In United States v. Lopez, No. 21-12709 (Aug. 7, 2023) (William Pryor, Jill Pryor, Grant), the Court, in the immigration context, held that a violation of 18 U.S.C. § 1956(a)(1)(B) is not categorically a crime of moral turpitude.
In so holding, the Court applied the categorical approach. It noted that when an individual has been convicted of a conspiracy crime–like Ms. Lopez, who was convicted of conspiracy to launder money under 18 U.S.C. § 1956(h)–the categorical approach demands that courts determine whether the underlying substantive offense is divisible if it would otherwise be overbroad. Here, the Court found § 1956(h) to be divisible by the underlying crimes a defendant could be convicted of conspiring to commit because it prohibits “conspir[ing] to commit any offense defined in [section 1956] or section 1957” of Title 18.
Here, Shepard documents clarified that Ms. Lopez was charged under § 1956(h) with conspiring to launder money in violation of sections 1956(a)(1)(B)(i) and 1957. The Court found § 1957 to be indivisible. As to § 1956(a)(1)(B), the Court cited to the Second Circuit in holding that §§ 1956(a)(1)(B)(i) and 1956(a)(1)(B)(ii) outline two means of committing the same knowing-concealment crime. That is, they are different means of committing the same offense, not two separate offenses. In so reasoning, the Court noted that it was “express[ing] no opinion as to whether section 1956(a)(1)(A) and section 1956(a)(1)(B) outline separate offenses.”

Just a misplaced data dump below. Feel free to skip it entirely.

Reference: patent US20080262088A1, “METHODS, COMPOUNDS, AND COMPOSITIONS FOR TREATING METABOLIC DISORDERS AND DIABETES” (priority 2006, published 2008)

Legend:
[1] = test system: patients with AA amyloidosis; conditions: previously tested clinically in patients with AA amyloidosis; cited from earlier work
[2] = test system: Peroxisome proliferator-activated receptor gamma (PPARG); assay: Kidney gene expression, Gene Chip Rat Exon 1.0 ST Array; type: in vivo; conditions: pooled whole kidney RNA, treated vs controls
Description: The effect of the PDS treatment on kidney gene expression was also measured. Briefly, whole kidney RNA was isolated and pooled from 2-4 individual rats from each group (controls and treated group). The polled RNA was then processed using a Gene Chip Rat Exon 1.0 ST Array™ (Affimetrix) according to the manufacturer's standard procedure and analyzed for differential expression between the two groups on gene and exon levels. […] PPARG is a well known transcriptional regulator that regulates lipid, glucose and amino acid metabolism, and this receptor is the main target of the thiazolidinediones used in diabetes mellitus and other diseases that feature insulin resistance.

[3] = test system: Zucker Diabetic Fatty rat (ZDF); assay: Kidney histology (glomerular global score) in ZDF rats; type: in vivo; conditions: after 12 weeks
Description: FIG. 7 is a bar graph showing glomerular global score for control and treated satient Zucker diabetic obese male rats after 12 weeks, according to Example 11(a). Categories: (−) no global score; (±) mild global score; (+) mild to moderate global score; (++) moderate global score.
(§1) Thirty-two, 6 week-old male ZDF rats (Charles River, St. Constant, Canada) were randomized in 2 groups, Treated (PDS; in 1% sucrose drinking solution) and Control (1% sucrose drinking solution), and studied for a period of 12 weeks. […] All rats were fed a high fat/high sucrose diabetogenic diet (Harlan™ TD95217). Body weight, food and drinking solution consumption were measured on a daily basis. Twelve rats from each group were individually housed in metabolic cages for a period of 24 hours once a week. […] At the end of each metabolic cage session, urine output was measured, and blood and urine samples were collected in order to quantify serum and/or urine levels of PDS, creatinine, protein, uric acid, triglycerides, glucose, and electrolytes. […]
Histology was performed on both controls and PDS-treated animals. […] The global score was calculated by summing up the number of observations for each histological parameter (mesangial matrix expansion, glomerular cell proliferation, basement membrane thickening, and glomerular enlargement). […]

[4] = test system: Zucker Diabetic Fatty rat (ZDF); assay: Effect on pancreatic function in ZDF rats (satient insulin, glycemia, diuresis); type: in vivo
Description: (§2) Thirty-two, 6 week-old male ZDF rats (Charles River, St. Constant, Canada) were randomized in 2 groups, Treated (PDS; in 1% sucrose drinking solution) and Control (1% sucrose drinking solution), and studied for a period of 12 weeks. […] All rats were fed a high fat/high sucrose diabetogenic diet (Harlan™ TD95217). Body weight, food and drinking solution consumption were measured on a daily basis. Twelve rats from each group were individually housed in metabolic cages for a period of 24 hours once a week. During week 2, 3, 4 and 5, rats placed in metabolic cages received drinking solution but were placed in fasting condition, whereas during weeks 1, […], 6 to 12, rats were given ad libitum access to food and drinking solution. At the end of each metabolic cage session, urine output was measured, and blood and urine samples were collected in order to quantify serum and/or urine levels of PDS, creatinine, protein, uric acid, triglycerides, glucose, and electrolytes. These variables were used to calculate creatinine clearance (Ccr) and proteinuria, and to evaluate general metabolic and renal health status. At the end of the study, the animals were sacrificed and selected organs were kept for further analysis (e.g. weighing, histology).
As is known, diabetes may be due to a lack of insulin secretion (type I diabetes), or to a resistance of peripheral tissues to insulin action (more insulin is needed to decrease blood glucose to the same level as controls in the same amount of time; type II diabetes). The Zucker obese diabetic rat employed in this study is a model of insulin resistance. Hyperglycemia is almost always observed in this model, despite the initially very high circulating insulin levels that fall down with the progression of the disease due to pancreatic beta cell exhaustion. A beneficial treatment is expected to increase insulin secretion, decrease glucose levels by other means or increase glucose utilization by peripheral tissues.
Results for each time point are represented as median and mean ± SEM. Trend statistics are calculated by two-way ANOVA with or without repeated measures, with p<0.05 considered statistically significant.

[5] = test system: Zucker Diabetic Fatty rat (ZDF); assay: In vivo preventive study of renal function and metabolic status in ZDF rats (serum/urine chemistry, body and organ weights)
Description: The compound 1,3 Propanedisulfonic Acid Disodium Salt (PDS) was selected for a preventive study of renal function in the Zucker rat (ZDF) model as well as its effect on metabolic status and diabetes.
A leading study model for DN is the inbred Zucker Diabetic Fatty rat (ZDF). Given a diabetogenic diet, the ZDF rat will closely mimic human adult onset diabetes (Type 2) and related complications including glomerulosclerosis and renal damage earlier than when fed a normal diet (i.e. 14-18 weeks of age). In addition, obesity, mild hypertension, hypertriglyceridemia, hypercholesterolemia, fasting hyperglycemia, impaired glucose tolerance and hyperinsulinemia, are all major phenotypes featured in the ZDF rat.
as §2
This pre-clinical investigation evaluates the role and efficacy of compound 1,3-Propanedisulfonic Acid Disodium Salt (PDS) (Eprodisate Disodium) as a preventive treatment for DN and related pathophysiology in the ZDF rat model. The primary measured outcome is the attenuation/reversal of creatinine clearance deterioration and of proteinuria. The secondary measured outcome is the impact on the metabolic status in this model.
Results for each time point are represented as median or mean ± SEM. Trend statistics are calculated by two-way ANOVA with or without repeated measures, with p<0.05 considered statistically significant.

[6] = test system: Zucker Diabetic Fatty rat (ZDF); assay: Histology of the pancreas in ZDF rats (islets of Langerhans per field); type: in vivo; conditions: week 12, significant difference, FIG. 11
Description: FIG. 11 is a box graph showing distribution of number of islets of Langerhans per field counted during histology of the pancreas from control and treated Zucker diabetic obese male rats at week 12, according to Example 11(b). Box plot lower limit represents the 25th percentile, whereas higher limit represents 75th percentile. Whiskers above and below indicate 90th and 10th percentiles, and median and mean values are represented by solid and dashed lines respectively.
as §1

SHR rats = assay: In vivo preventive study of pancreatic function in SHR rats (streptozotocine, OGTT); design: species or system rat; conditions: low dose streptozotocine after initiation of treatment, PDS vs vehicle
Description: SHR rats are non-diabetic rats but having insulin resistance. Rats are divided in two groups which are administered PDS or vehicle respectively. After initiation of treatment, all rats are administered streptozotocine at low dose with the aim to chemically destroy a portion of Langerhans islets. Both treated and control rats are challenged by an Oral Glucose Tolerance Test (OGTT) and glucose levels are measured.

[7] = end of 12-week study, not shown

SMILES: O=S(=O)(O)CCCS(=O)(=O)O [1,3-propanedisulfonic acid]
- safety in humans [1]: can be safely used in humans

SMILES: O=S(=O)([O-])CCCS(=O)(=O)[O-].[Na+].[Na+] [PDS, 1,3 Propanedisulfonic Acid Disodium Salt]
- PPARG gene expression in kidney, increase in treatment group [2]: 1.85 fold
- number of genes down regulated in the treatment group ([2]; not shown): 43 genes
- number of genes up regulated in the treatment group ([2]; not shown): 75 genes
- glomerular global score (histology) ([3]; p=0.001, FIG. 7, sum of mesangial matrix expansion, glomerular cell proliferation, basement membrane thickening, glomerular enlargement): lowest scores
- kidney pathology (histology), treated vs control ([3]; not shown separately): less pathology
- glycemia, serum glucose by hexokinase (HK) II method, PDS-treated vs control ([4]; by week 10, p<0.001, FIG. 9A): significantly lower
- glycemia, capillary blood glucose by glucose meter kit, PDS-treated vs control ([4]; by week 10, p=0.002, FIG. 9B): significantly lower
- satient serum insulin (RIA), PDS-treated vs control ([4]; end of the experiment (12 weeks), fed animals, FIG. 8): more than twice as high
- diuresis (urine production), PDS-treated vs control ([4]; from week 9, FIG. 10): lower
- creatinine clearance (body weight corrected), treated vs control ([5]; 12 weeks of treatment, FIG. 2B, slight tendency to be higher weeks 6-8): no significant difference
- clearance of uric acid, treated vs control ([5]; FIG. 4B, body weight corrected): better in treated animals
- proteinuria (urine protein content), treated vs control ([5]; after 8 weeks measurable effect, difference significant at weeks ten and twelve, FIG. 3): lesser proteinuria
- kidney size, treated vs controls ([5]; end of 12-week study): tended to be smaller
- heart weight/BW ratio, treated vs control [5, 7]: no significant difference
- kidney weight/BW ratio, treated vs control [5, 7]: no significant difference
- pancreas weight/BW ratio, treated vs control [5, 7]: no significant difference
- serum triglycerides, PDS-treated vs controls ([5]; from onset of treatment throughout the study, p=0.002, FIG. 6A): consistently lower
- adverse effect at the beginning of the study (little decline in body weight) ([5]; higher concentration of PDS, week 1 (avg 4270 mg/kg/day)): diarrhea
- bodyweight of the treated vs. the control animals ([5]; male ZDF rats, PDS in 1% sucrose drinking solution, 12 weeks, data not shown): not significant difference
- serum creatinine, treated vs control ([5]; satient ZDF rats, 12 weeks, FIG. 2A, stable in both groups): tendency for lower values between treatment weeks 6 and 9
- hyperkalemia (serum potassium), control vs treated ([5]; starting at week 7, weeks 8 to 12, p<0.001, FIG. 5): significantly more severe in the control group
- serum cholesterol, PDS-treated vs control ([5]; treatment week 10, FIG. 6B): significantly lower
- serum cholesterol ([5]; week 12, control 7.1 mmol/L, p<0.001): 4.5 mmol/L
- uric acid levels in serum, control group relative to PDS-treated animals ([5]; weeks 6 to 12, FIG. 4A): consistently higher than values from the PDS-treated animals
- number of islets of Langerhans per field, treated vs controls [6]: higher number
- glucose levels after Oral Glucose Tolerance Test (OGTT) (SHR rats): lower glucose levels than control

The Court then noted that the least culpable conduct prohibited by § 1956(a)(1)(B) is structuring a transaction that involves proceeds of unlawful activity to avoid a reporting requirement. With that in mind, it held that neither § 1957 nor the least culpable conduct proscribed by § 1956(a)(1)(B) were crimes categorically involving moral turpitude.
Judge Grant “respectfully, if reluctantly” concurred, expressing frustration with the categorical approach. In her view, it “flouts the intent of Congress, requires an inordinate amount of judicial energy, and defies common sense.”